(I'll get payback when my husband gets old because he is a grumpy person.)

PDilemma
12-23-2010, 05:32 PM
Many North Americans are terrified of ending up in nursing homes. One man had it put in his Will that if his children put him in a nursing home, they were disinherited. He had enough money for home care and that was the end of the discussion. My mother was also afraid of ending her days in the county home and it was beautiful. I toured the place with her and kept thinking I wouldn't mind living there at all. She was terrifed of ending up there. It never happened. She was still living in her own apartment when she passed, and for that Iím grateful

If an elderly person can live alone or home health care is adequate and available, that's one thing. But sometimes families have a different situation on their hands.

My nearly 90 year old grandmother (she was a New Year baby) is living in her house alone because she and two of the four children are terrified of putting her in a nursing home. No quality home health care is available in the county. She refuses to use her toilet even since it was made accessible for her. She uses a large pot in the bedroom. She refuses to let anyone empty it regularly. She refuses to let anyone help her bath or to make any effort to bath herself. She refuses to let anyone bring decent food into the house and eats nothing but baloney, macaroni salad from WalMart, and Oreos and Fig Newtons. She frequently drinks spoiled milk. She will not let anyone clean the house, rarely allows anyone to wash her clothing or dishes.

The house is dirty and smells. She is dirty and smells. Everything is a disaster. Across the street from her house is a decent quality care facility with room available that two of my cousins have worked at (which is why we know it is a good facility). There, she would be living in a clean environment and probably be healthier. To my dad and one of his siblings, it is long past time for this option. To his other two siblings, everyone should stay at home regardless of how bad their quality of life becomes.

Dragonlady
12-23-2010, 05:57 PM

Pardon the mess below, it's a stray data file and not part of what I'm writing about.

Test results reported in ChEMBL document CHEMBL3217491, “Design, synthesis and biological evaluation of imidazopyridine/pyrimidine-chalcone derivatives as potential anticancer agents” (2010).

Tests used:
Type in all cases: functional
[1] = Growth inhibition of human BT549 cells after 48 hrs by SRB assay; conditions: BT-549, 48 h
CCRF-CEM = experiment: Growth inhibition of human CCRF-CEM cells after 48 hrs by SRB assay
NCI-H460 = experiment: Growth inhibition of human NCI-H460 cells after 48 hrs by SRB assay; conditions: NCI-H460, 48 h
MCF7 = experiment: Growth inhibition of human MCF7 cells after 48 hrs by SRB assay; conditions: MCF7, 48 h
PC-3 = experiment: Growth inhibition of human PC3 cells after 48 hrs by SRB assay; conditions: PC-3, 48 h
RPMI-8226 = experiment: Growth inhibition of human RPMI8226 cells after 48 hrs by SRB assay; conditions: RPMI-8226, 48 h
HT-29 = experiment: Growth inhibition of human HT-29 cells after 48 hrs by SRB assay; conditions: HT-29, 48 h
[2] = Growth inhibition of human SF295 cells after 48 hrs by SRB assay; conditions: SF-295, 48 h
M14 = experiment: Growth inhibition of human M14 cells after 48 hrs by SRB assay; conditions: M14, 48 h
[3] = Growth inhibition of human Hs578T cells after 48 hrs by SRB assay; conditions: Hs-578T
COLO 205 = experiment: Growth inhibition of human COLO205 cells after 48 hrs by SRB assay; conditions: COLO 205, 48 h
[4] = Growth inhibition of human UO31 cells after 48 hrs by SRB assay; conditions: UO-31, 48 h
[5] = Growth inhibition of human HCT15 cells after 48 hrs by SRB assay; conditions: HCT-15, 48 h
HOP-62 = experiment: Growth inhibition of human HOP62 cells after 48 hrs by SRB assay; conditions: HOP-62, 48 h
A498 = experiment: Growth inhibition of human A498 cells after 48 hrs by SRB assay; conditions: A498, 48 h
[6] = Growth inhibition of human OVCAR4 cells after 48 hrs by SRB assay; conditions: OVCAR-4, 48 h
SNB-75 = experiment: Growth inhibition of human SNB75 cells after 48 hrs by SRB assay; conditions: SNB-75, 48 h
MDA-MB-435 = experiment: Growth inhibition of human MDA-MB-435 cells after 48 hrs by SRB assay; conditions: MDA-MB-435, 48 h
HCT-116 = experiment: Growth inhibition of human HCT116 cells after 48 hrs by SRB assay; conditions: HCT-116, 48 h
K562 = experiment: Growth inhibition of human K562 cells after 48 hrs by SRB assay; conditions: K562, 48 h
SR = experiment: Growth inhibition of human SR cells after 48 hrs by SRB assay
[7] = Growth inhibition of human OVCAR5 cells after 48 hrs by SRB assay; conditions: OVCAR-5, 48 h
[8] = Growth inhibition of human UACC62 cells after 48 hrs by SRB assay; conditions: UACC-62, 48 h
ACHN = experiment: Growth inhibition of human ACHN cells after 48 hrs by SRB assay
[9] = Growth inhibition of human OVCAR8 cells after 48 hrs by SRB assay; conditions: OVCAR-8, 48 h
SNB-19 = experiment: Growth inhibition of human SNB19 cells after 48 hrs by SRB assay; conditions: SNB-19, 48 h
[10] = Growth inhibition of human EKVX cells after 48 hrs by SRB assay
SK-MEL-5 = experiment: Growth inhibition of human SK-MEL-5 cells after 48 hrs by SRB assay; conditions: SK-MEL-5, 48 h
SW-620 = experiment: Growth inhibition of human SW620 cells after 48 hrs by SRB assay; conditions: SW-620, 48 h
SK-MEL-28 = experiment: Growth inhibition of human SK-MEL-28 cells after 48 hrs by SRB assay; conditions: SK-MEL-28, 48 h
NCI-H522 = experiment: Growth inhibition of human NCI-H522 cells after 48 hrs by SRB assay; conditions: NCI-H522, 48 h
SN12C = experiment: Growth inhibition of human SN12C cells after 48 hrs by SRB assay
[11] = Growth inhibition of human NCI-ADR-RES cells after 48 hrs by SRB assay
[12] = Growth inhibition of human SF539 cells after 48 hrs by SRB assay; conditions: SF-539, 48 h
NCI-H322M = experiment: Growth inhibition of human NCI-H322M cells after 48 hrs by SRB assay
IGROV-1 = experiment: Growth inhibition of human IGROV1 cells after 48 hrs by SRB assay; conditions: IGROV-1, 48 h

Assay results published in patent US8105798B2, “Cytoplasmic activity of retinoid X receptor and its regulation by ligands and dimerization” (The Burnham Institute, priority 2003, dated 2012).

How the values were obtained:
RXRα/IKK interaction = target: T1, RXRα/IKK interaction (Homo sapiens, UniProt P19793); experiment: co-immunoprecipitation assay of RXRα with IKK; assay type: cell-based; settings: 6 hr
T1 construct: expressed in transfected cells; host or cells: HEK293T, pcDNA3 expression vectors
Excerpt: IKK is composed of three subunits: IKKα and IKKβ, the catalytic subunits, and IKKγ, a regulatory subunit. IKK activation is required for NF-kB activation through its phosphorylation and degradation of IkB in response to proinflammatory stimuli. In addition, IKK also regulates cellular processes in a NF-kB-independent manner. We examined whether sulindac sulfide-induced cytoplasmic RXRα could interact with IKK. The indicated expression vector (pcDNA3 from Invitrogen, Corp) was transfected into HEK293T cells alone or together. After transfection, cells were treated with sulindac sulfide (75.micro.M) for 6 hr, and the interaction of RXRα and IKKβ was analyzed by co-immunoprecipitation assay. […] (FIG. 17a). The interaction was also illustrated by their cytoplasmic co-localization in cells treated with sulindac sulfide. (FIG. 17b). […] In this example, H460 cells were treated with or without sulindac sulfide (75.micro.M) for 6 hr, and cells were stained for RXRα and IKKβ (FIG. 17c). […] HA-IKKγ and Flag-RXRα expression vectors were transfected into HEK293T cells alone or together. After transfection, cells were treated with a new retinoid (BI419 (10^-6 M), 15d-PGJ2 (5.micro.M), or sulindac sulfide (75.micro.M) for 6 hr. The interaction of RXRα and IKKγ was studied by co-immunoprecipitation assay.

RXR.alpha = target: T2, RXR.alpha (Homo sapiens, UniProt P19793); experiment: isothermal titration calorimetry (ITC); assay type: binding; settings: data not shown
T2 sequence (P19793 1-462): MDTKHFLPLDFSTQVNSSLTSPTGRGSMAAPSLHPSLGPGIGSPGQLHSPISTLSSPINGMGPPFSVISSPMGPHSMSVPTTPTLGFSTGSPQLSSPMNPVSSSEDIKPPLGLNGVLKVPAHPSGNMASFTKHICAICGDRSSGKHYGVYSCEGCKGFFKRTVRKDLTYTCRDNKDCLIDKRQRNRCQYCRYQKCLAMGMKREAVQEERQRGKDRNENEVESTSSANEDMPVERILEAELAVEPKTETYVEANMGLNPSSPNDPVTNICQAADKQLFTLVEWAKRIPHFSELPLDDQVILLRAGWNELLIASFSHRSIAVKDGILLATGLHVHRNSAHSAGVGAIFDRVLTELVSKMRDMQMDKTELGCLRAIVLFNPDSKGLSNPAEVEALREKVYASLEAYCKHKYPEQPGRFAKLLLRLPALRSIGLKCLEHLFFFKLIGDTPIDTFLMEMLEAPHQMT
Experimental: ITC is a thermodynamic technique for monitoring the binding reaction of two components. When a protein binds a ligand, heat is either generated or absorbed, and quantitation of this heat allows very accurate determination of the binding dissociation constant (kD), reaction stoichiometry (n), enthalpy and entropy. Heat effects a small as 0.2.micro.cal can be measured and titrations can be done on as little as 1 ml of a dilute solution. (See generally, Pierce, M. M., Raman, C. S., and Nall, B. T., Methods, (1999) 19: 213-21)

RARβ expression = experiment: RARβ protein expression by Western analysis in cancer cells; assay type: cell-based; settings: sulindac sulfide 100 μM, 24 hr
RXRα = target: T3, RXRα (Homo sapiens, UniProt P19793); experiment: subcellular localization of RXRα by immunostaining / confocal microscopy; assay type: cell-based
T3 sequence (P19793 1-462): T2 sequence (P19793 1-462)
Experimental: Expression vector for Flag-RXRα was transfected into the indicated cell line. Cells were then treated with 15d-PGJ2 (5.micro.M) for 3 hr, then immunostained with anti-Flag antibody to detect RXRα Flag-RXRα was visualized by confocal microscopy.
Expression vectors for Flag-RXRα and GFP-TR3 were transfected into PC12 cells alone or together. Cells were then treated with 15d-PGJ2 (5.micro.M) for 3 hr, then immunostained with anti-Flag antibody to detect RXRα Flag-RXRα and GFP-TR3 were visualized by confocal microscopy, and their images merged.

I absolutely agree that there are times when the family just cannot cope with the needs of an elderly parent, no matter how willing they are to try. As numbers pointed out there are issues of incontinence, lifting and bathing the patient, that would put the caregiver at risk of injury, and if there isn't someone in the immediate family who has the time and resources to care for a parent, what are you supposed to do.

PD's case above is hardly unique. That dread of ending up in a nursing home, keeps many elderly people in their homes long past the time when it is safe or practical for them to be there. And they're living in conditions that are frightful, without proper meals or oversight of their medical care. Not good.

In the case of both of my DH's grandmothers, medical problems became severe enough that family members could not cope, and it wasn't for lack of trying. MIL's mother just became too infirm for DH's aunt, a nurse who took an early retirement due to back problems, to care for without risking injury to herself. When my MIL and her brother drove their mother to the nursing home, she had a lucid moment when they pulled up to the home and she realized what was happened. She became hysterical, sat down on the ground and refused to go in. Imagine how my poor MIL felt watching her mother being carried into the nursing home, kicking and screaming the whole way.

FIL's mother was convinced they were doing this to her so they could get their hands on her house and her money, but she at least went, if not willingly, then peacefully.